Saturday, and I’ve spent today hanging Serengeti blinds on the back windows of the house. I think they must be ‘Serengeti-style’ blinds as they were purchased for a modest price at Spotlight in Penrith and don’t actually come from Serengeti, Tanzania. They’re more likely to have been ‘Made In China’. My hanging is possibly minutely crooked but passing strangers, blind people in a hurry and those with the naked eyes will probably not notice.
While I was going up and down the aluminium ladder I was thinking about the books I’ve been reading recently. I finished Joe Amato’s book Industrial Poetics : Demo Tracks for a Mobile Culture early last week. At first I found that I was resistant to the book. Its notes and bullet-style presentation seemed a bit scrappy to start with but then, as I kept reading, I began to follow Joe Amato's thinking on ‘how to tell the difference between life and art’ more receptively and I started to enjoy and empathise with segments recounting board meetings and job interviews from a poet’s viewpoint. I was always almost instantaneously sceptical of the first whiff of managerial language in my old job in a university library and in my previous careers. Joe Amato analyses the places ‘art’ is given by the ‘real world’ very convincingly and he firmly upholds a belief in whatever it is that makes poetry a ‘mysterious’ artform. This book crept up on me - my persistence was rewarded.
From the end of Industrial Poetics - “I have nothing at all to say. But I wanted to say it anyway.” Fellini’s sublimely absurd gesture in 8½ reminds us that most art haunts the peripheries of the orthodox, the administrative, the organizationally competent. If this has nothing to do with an aversion to thought or theory or intellectual work or even technique, neither does it suggest a reluctance to say what needs saying that “nothing” need be said. Industrial mojo bids us stay tuned and attuned to the present moment…Communities of poets and artists do what they can with the storehouse, the library, the archive, the authorized versions - this much they must do - but their overriding aim is to contribute…'
I’ve also been reading innovative women poets : an anthology of contemporary poetry and interviews. It’s edited by Elisabeth A. Frost and Cynthia Hogue. It is a collection of fourteen in-depth interviews with experimental women poets of the last forty years and includes lengthy selections of their poems and good brief introductions to each poet. It’s a fascinating and enriching book. The poets are the late Gloria Evangelina Anzaldua, Mei-Mei Berssenbrugge, Jayne Cortez, Rachel Blau du Plessis, Alice Fulton, Susan Howe, Harryette Mullen, Alice Notley, Alicia Ostriker, Sonia Sanchez, Leslie Scalapino, C.D. Wright and (the late) Barbara Guest and Kathleen Fraser.
For Australians reading The Deletions, I bought my copy of both Industrial Poetics and innovative women poets via mail order from Dark Horsey Bookshop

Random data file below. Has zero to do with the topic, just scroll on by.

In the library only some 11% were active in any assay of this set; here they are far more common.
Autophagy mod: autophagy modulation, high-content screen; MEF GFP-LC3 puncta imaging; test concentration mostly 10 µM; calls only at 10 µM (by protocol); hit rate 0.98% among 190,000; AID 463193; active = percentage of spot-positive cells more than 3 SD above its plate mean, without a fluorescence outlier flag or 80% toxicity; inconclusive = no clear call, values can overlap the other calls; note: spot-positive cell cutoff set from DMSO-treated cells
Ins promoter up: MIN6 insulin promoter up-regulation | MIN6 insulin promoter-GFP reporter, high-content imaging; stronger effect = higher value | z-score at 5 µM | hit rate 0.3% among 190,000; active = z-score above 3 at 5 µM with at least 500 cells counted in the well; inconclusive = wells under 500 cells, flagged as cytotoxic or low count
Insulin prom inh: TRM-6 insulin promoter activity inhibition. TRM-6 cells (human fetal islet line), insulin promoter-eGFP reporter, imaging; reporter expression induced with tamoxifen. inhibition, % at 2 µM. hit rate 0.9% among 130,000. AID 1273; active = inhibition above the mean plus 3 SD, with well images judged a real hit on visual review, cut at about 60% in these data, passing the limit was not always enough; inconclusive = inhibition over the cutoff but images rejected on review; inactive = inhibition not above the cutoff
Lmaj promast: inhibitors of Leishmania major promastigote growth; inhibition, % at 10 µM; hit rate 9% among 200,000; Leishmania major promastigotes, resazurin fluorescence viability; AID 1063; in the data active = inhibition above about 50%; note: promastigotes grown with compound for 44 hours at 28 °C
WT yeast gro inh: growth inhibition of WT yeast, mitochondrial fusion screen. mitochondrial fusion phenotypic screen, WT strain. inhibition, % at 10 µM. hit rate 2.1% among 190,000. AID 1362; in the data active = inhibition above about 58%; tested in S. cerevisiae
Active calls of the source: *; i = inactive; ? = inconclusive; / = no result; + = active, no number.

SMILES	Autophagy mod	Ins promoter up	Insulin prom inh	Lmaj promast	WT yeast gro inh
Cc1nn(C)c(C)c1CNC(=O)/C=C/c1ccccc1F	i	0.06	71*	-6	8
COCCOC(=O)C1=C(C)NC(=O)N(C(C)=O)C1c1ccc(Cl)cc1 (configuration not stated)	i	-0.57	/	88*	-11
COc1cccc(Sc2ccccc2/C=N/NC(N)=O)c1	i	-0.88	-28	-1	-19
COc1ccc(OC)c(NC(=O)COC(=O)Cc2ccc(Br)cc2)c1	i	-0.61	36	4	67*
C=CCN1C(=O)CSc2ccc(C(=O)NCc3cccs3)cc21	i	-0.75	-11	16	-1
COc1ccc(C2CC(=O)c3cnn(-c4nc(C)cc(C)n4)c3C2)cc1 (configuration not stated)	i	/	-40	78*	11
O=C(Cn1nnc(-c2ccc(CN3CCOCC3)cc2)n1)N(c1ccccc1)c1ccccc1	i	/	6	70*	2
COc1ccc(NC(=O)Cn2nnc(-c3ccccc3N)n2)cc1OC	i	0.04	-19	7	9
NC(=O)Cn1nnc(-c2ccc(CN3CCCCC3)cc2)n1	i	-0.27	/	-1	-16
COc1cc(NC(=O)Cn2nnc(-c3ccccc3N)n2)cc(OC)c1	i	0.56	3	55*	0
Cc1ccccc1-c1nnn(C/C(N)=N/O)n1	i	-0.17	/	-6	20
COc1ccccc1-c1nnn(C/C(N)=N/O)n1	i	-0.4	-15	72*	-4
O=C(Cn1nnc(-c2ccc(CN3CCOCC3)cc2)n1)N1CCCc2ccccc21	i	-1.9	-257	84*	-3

The Eighteen Nineties is a Pelican book first published in 1913 and reprinted eight times until the edition I’ve been reading was published in 1939. I found it in a second-hand bookshop in Blackheath. When I expressed an interest in the book the co-proprietor of the shop, a lover of art, architecture and culture in general, Dorothy Quin, gave it to me. It’s a collection of essays about the fin de siècle but no, it’s not about or by Friedrich Wilhelm Nietzsche, it’s by Holbrook Jackson.
It is series of essays that review the art and ideas at the close of the Nineteenth Century and covers figures of the times like Oscar Wilde, Aubrey Beardsley, the poet John Davidson, the playwright making an entrance - George Bernard Shaw, Rudyard Kipling, and topics like 'Decadence', 'The Minor Poet', 'The New Dandyism', 'The New Fiction', 'The Revival of Printing', 'Black and White' and 'British Impressionism' among others. I've been interested to read the take on Francis Thompson who was, infamously, a god-possessed and fraught young druggie (opium) - a poet whose visions remind me of Cocteau, Blake, Ginsberg, and Michael Dransfield all together. One of the fascinating facts about Francis Thompson is that like the earlier poet, John Clare, he walked to find his fate. As a teenager (from the age of seventeen) Francis Thompson studied medicine in Manchester but abandoned repeated attempts to take a degree and decided he wanted to live by writing. He tried earning a living in various jobs but eventually, in 1885, hurt by his father's disapproval, he left Preston and walked to London. Actually walking into years of poverty, laudanum addiction and destitution.
I found a copy of a pocket-sized pamphlet of Francis Thompson's The Hound of Heaven at another very good (meaning 'kind-of-irresistible') second-hand bookshop,Lamdha, in Wentworth Falls last summer.